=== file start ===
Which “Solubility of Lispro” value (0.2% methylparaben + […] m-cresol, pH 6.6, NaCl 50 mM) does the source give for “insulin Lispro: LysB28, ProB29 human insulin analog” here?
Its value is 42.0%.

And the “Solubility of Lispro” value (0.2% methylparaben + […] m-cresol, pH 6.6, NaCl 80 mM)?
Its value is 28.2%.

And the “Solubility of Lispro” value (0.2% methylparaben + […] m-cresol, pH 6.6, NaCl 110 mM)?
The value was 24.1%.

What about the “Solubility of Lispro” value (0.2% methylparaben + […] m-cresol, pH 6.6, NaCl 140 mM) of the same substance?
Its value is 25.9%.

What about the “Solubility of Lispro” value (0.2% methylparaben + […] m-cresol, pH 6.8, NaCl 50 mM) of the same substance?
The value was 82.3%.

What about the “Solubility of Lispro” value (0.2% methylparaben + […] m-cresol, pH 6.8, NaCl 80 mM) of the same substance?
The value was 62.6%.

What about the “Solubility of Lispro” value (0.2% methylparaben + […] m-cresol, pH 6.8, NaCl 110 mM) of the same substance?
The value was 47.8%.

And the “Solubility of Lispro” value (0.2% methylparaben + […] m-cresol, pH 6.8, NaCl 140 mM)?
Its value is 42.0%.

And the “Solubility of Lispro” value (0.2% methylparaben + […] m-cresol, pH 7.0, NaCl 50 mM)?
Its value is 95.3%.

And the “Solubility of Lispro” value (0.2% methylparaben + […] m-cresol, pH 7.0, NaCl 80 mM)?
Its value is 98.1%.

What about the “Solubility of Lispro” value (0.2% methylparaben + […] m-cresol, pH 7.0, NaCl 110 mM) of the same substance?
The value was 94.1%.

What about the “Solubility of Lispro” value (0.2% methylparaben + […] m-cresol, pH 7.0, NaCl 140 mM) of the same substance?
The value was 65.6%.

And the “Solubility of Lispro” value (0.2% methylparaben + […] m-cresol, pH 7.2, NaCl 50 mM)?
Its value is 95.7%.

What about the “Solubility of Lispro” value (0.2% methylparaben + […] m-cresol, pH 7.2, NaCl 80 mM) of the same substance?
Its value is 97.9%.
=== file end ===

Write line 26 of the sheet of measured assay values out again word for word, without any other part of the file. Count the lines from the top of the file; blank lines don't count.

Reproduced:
Its value is 95.7%.